To say that A.M. Grotticelli touched my heart in his book The Bond is an understatement. In this book, Grotticelli powerfully tells the story of his abuse-ridden youth, transition to a foster home, and challenges of facing adulthood as a foster child. Grotticelli’s authenticity and honesty are what makes this book so touching; unafraid to be vulnerable, his straightforwardness opens doors for the listener to truly get a glimpse of what foster home life is like. A tale adult readers should not miss out on, prepare to dive headfirst into the reality of what second chances can actually look like.
Grotticelli’s youth can be summed up in a few tragic sentences. His mother, gravely ill from breast cancer, died when he was still very young. After her death, Cosmo, his father, chose to abandon his children to an orphanage. Alcoholic and abusive, Cosmo could not support both his family and his lifestyle. The Grotticelli children spent about two and a half years in the orphanage, before finally, they were chosen to move in with a foster family.
Life at the orphanage had been very rough; abuse, theft, and mistreatment were common despite the best intentions of the nuns who ran it. Michael was bursting with joy to finally leave; there was nothing more he desired than to be loved and cared for by a real family. But he was in for a surprise when he realized that the Nelson family home would never truly be a place he could call home.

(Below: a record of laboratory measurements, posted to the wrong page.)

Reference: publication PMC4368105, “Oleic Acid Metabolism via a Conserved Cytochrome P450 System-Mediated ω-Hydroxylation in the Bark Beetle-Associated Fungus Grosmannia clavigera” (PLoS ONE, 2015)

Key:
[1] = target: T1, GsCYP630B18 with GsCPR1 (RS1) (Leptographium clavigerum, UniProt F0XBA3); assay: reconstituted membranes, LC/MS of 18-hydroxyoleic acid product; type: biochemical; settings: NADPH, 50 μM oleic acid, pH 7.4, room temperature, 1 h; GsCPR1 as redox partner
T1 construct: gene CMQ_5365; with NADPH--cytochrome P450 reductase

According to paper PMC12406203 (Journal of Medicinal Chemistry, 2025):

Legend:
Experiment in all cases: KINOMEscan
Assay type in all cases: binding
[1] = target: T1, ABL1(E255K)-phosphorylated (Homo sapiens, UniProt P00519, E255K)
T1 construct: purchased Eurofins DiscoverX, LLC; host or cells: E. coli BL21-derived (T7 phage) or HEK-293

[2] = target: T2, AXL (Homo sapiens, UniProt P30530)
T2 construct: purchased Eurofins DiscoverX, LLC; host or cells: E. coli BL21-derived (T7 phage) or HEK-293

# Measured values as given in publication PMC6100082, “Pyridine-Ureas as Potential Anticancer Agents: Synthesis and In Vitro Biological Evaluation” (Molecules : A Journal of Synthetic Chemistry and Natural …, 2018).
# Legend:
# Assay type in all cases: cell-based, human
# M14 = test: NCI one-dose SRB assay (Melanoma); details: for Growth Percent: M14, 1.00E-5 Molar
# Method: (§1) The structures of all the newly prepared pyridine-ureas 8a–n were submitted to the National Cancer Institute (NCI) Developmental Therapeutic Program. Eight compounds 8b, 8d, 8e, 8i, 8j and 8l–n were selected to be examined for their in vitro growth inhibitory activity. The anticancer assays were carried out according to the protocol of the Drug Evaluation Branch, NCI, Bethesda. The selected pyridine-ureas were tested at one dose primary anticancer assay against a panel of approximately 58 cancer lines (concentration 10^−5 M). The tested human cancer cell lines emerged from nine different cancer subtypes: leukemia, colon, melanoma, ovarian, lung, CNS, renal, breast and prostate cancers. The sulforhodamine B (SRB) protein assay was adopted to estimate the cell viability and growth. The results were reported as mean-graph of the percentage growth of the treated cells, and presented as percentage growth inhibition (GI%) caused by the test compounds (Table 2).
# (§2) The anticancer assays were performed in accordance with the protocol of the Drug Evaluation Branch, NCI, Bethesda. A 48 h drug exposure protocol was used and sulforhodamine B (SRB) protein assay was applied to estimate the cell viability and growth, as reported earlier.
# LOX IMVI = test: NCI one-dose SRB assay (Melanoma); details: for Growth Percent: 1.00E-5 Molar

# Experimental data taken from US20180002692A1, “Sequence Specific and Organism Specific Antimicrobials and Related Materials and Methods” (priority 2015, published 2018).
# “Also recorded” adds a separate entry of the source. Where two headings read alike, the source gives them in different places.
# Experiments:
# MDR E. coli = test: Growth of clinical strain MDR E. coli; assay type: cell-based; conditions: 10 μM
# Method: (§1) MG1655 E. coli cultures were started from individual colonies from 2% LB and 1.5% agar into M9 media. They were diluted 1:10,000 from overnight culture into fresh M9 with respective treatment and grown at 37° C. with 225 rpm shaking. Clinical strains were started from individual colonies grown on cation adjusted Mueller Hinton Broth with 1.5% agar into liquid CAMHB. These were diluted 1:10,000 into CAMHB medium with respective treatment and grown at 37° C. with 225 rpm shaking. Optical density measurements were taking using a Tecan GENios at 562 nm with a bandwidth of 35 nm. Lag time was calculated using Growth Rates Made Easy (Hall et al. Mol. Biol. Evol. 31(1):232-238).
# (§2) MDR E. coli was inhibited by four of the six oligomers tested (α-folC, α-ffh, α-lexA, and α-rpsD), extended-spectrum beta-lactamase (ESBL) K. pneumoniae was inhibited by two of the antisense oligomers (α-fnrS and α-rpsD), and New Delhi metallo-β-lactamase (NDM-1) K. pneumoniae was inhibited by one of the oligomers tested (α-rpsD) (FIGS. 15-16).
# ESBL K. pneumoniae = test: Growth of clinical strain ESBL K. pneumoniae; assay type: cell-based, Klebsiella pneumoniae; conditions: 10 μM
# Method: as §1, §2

Mr. and Mrs. Nelson, Michael’s foster parents, had both good and bad traits that were reflected in the many foster children who passed through their doors. The relationship between foster child and parent was complex. On one end, the Nelsons saved Michael and many others from the orphanage. They gave them a home, adventures, pleasant times, and hope. But at the end of the day, Michael found out that the Nelson family took in foster children to get extra money from the state and used these children for physical and manual labor. Often emotionally and verbally abusive, Mr. and Mrs. Nelson had a variety of facades. Every foster child they housed had a different dynamic with these “parents.” Michael tells his own story of this relationship from initial entry into the Nelsons’ house and into adulthood, showing that not all circumstances are as black and white as they may appear.
This is really a book you have to read in its entirety to grasp Michael’s story, and you will not be disappointed with what he has to say. A survivor of events and unfair situations I cannot even fathom, Michael has much wisdom to impart, and I encourage all to partake in it.
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